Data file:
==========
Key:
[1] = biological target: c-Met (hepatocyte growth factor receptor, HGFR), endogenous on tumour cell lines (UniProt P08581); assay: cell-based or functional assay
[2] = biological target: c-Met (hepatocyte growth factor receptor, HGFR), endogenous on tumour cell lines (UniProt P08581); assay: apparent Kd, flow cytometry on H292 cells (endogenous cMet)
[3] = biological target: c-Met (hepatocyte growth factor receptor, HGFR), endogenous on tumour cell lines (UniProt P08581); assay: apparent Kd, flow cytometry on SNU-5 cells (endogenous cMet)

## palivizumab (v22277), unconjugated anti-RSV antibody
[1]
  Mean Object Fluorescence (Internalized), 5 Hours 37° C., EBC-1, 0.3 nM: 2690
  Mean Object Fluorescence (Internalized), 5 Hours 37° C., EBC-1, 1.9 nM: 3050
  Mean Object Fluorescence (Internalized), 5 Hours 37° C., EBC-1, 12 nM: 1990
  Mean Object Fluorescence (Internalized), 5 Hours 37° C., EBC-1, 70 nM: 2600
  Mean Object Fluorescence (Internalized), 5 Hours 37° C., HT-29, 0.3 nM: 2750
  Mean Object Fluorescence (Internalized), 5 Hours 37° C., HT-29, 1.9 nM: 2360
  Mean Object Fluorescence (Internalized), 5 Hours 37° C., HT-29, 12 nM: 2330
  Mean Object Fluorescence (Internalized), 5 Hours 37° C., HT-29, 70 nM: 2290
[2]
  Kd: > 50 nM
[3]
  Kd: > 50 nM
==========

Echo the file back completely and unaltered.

Key:
[1] = biological target: c-Met (hepatocyte growth factor receptor, HGFR), endogenous on tumour cell lines (UniProt P08581); assay: cell-based or functional assay
[2] = biological target: c-Met (hepatocyte growth factor receptor, HGFR), endogenous on tumour cell lines (UniProt P08581); assay: apparent Kd, flow cytometry on H292 cells (endogenous cMet)
[3] = biological target: c-Met (hepatocyte growth factor receptor, HGFR), endogenous on tumour cell lines (UniProt P08581); assay: apparent Kd, flow cytometry on SNU-5 cells (endogenous cMet)

## palivizumab (v22277), unconjugated anti-RSV antibody
[1]
  Mean Object Fluorescence (Internalized), 5 Hours 37° C., EBC-1, 0.3 nM: 2690
  Mean Object Fluorescence (Internalized), 5 Hours 37° C., EBC-1, 1.9 nM: 3050
  Mean Object Fluorescence (Internalized), 5 Hours 37° C., EBC-1, 12 nM: 1990
  Mean Object Fluorescence (Internalized), 5 Hours 37° C., EBC-1, 70 nM: 2600
  Mean Object Fluorescence (Internalized), 5 Hours 37° C., HT-29, 0.3 nM: 2750
  Mean Object Fluorescence (Internalized), 5 Hours 37° C., HT-29, 1.9 nM: 2360
  Mean Object Fluorescence (Internalized), 5 Hours 37° C., HT-29, 12 nM: 2330
  Mean Object Fluorescence (Internalized), 5 Hours 37° C., HT-29, 70 nM: 2290
[2]
  Kd: > 50 nM
[3]
  Kd: > 50 nM